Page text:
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Annual Editions is a series of over 65 volumes, each designed to provide convenient, inexpensive access to a wide range of current articles from some of the most respected magazines, newspapers, and journals published today. Annual Editions are updated on a regular basis through a continuous monitoring of over 300 periodical sources. The articles selected are authored by prominent scholars, researchers, and commentators writing for a general audience. The Annual Editions volumes have a number of common organizational features designed to make them particularly useful in the classroom: a general introduction; an annotated table of contents; a topic guide; an annotated listing of selected World Wide Web sites; and a brief overview for each section. Each volume also offers an online Instructor's Resource Guide with testing materials. Using Annual Editions in the Classroom is offered as a practical guide for instructors and is available in print or online. Visit www.mhcls.com for more details.
Annual Editions: Human Resources 10/11
UNIT 1: Human Resource Management in PerspectiveUnit Overview
Part A. The Environment of Human Resource Management
1. Leveraging HR and Knowledge Management in a Challenging Economy, Society for Human Resource Management, HR Magazine, June 2009
In today’s challenging economy, organizations that optimize knowledge management—a key success factor—are leaders in their field. As a strategic business partner, HR plays an important role in fostering a workplace culture for organizational learning. From sustainability and education to workforce planning and global knowledge transfer, knowledge management is essential for competitive advantage.
2. When Generations Collide, Piper Fogg, The Chronicle of Higher Education, February 2007
There are now four generations in the workforce: Traditionalists; Baby Boomers; Generation X; and Generation Y. Getting them to work together can be a real challenge. This is especially true on university campuses.
Part B. Human Resources and Corporate Strategy
3. Stepping Up to the Table: The HR Professional’s Role in Corporate Strategy, Leigh Bailey, Supervision, September 2008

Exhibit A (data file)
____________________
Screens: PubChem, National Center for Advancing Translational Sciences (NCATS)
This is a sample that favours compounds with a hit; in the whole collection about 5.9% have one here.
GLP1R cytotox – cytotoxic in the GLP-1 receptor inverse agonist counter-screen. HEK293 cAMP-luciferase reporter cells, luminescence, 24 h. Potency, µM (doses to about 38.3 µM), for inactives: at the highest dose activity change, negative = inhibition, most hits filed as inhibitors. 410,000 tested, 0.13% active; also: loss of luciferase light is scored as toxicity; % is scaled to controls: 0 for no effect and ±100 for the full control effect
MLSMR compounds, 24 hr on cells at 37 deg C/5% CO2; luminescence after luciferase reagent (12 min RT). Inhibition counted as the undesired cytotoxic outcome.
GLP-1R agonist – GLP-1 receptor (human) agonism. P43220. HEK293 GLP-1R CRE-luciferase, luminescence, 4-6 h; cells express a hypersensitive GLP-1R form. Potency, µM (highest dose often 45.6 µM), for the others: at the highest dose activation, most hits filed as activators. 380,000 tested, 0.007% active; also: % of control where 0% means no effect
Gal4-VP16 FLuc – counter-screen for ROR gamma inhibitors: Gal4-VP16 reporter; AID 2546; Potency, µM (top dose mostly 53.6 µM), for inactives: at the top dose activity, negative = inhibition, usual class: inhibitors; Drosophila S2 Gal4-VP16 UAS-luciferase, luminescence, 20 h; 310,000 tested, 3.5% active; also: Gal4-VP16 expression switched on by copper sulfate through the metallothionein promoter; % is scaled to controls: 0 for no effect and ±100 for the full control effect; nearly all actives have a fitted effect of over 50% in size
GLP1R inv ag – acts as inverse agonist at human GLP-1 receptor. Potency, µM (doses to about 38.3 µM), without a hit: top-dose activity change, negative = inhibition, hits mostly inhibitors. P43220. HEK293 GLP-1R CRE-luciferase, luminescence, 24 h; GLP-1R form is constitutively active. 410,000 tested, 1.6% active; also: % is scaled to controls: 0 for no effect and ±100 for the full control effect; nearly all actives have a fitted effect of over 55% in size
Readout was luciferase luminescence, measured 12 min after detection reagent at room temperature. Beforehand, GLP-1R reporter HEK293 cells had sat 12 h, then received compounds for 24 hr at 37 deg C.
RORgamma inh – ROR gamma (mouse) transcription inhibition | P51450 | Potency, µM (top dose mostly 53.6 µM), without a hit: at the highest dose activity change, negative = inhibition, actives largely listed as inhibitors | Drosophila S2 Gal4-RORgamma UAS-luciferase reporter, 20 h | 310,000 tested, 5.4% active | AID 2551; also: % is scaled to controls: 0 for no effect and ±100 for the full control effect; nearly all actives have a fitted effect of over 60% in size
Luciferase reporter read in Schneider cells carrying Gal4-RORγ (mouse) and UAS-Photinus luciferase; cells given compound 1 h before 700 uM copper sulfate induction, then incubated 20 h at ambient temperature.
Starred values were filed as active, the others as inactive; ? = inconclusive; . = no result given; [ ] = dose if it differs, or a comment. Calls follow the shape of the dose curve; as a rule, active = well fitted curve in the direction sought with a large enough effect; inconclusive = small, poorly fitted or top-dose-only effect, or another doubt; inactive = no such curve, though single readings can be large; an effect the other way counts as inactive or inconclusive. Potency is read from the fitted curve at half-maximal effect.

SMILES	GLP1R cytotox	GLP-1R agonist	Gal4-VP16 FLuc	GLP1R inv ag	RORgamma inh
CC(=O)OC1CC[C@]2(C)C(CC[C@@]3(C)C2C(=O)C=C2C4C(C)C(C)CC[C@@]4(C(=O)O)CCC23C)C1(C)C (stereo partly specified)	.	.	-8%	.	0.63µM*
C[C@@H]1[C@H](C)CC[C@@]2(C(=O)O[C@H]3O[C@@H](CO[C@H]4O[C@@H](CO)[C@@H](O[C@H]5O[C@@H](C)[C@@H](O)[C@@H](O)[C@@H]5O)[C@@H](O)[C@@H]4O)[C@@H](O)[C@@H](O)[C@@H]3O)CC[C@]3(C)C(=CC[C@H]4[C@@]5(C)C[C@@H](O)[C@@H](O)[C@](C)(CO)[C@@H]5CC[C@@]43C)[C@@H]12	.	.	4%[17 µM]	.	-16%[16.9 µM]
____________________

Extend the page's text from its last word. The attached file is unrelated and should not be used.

What is it that HR needs to do to get a seat at the corporate decision-making table? Here are five things that HR can do to answer that question.
4. Not the Usual Suspects, Jessica Marquez, Workforce Management, November 5, 2007
HR is becoming more demanding, and an understanding of the basic business model of the organization is a part of that demand. Unfortunately, few people in HR have that understanding. That is why 25% of the heads of the HR Department of the Fortune 1000 companies have tapped executives from other than HRM-firm performance divisions to head human resources.
5. Employers Prepare to Keep, Not Lose, Baby Boomers, Diane Cadrain, HR Trendbook, 2008
Baby boomers are preparing to retire, but wait, industry cannot afford to let them go because there are not enough people to replace them. Industry is attempting to make it more attractive for them to stay.
Part C. Americans with Disabilities Act
6. Make a Resolution: ADA Training, Victoria Zellers, HRMagazine, January 2009
Under the new ADAAA, organizations are going to have to train their personnel on exactly what constitutes a disability now that the definitions have been expanded.
7. On January 1, 2009, the ADA Amendments Act of 2008 Became Effective, Mondaq Business Briefing, January 16, 2009
What is included in the Americans with Disabilities Act Amendments Act of 2009 and what does it mean for employers? The answer is "a lot" as discussed here.
8. The Wonder of Work, Teri S. Arnold, USA Today Magazine, September 2007
If you are looking for a motivated workforce that is simply happy to have a job and contribute to an organization, look no further. Employees with disabilities will fill your bill.
Part D. Sexual Harassment
9. Women Harassing Men: Complaints about Women Bosses Preying on Men Have Doubled since 1990. What’s Going on out There?, Gretchen Voss, Marie Claire, June 2008